Seaport District Boston Convention & Exhibition Center $2 Billion Expansion

City sees banner year for conventions in 2012

Boston Convention & Exhibition Center Summer Street Boston Massachusetts

Boston Convention & Exhibition Center Summer Street South Boston Massachusetts

Boston Convention & Exhibition Center in South Boston.

In another sign that Boston is shaking off the economic downturn, the Massachusetts Convention Center Authority said yesterday that 2012 will be its best year since 2007, with booked conventions expected to generate more than 600,000 hotel room stays for the first time in five years.

The banner year strengthens the convention authority’s case for a $2 billion proposed expansion of the Boston Convention & Exhibition Center in the Seaport District and shows that the seven-year-old center has established itself, said James Rooney, executive director of the Massachusetts Convention Center Authority.

“It’s a sharp elbows business with a lot at stake, there’s a lot of money spent in this industry, and we’re doing very well,’’ Rooney said. “The downside is we know we can do more, but we need additional capacity in terms of exhibit space and hotel rooms.’’

Next year’s conventions are expected to generate $625 million in economic activity, about $25 million less than convention-related spending in 2010.

Despite the increase in hotel stays, the convention authority estimates that visitors will spend less on shopping and dining than in 2010, reducing the overall economic impact.

Among the events coming to Boston next year is the BIO International Convention, the largest biotechnology conference in the world, which was held at Boston’s John B. Hynes Veterans Memorial Convention Center in 2000 and the Boston Convention & Exhibition Center in 2007.

BIO organizers said they like holding the annual event here because the city is a biotech hub, and attendees flock to Boston to meet the local players. Next year, the BIO conference expects more than 15,500 people, pumping an estimated $25 million into the city’s economy.

“Every time we’ve gone into Boston, we’ve had a higher attendance than any other place we go,’’ said Robbi Lycett, vice president of conventions and conferences for the Biotechnology Industry Organization.

The organization would like to hold the conference in Boston every three years, but might not be able to come back because of space limitations, Lycett said. The convention is already crowded in the Boston Convention & Exhibition Center, the Hynes, and meeting rooms at several waterfront hotels, she said.

And if attendance grows as anticipated, it would be difficult to accommodate everyone unless the Boston Convention & Exhibition Center expands, she said.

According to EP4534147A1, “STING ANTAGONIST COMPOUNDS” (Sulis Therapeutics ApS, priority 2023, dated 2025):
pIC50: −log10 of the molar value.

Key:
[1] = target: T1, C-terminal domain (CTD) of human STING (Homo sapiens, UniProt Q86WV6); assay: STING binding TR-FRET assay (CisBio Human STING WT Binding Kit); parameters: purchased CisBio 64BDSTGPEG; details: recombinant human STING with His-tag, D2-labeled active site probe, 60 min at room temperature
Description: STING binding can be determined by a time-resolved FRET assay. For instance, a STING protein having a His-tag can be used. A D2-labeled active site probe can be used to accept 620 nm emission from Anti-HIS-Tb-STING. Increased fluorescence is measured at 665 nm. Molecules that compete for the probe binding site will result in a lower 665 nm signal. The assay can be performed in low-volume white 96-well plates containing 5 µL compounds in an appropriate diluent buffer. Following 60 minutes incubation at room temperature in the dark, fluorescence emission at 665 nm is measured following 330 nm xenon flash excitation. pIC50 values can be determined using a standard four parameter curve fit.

The state Legislature is expected to take up the $2 billion expansion next year. The plan includes new hotels, parking garages, and restaurants, as well as a new ballroom and an expanded exhibit hall. The additional space and hotel rooms would allow the convention authority to book the approximately 13 major events it has to turn away every year, Rooney said.

Critics have questioned the expansion, saying that the state’s limited economic development funds could be better spent elsewhere and that the $850 million convention center has not measured up to its potential. Critics cite a 1997 study that predicted the center would generate 768,000 annual room nights by 2010, well above the 584,000 actually reported last year.

Convention authority officials, however, note that a report issued in 2003, the year before the center opened, projected 508,000 room nights by 2010.

Tourism is on the rebound across Boston, with Logan International Airport on track to hit a record number of passengers this year and the Greater Boston Convention & Visitors Bureau expecting the number of overseas visitors in 2012 to top all-time highs reached in 1999 and 2000. But Patrick Moscaritolo, president of the visitors bureau, isn’t ready to uncork the champagne.

“We hit a peak and then we hit a valley,’’ he said. “It’s the nature of our industry.’’

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about the mcca

The MCCA owns and oversees the operation of the Boston Convention & Exhibition Center (BCEC), the John B. Hynes Veterans Memorial Convention Center, The MassMutual Center in Springfield, MA and the Boston Common Garage.

MCCA Mission

The Massachusetts Convention Center Authority’s (MCCA) mission is to generate significant regional economic activity by attracting conventions, tradeshows, and other events to its world-class facilities while maximizing the investment return for the residents and businesses in the Commonwealth of Massachusetts.

415 Summer Street
Boston, MA 02210

P. 617.954.2000
F. 617.954.2299
E. info@massconvention.com

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